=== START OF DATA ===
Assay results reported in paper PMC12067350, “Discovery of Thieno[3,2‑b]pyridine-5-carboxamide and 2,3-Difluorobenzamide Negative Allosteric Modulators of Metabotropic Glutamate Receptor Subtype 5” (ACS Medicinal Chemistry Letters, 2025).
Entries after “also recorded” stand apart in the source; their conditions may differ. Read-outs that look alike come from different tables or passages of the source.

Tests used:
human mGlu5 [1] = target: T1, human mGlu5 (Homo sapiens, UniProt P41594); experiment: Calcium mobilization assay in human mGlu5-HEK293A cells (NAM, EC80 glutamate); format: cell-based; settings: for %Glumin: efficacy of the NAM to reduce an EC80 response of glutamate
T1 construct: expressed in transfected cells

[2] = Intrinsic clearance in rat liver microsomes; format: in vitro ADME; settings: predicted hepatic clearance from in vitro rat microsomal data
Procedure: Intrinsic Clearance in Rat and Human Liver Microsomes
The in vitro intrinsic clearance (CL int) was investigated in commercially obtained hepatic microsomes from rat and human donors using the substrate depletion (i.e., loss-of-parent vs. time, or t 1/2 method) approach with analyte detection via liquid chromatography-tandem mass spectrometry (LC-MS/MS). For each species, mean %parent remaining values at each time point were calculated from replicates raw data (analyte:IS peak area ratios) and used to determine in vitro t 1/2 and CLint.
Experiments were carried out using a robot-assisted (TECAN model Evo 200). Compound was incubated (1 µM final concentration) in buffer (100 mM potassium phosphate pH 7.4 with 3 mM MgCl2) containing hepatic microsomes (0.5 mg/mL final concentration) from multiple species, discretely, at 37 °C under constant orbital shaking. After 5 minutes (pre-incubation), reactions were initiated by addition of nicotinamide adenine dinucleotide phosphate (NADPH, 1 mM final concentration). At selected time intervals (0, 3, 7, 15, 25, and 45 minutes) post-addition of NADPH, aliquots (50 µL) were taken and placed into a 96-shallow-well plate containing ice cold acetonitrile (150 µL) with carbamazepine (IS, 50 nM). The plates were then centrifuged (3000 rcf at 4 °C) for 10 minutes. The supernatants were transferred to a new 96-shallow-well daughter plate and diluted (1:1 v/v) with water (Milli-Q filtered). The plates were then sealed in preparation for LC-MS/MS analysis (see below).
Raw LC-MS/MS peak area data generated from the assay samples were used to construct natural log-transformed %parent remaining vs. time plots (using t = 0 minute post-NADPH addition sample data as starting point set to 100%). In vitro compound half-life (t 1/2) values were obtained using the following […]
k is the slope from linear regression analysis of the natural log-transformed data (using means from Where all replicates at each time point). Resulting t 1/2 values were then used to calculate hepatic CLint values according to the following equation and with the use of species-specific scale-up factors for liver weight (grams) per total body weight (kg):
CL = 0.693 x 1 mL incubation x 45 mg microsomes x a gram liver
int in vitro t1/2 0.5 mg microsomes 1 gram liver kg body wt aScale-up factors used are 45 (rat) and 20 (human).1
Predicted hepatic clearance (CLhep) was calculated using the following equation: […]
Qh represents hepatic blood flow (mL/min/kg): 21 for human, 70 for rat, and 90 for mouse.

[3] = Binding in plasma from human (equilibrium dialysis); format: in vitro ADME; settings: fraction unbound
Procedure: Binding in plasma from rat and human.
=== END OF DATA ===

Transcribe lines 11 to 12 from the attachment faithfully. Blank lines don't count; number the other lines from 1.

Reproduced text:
k is the slope from linear regression analysis of the natural log-transformed data (using means from Where all replicates at each time point). Resulting t 1/2 values were then used to calculate hepatic CLint values according to the following equation and with the use of species-specific scale-up factors for liver weight (grams) per total body weight (kg):
CL = 0.693 x 1 mL incubation x 45 mg microsomes x a gram liver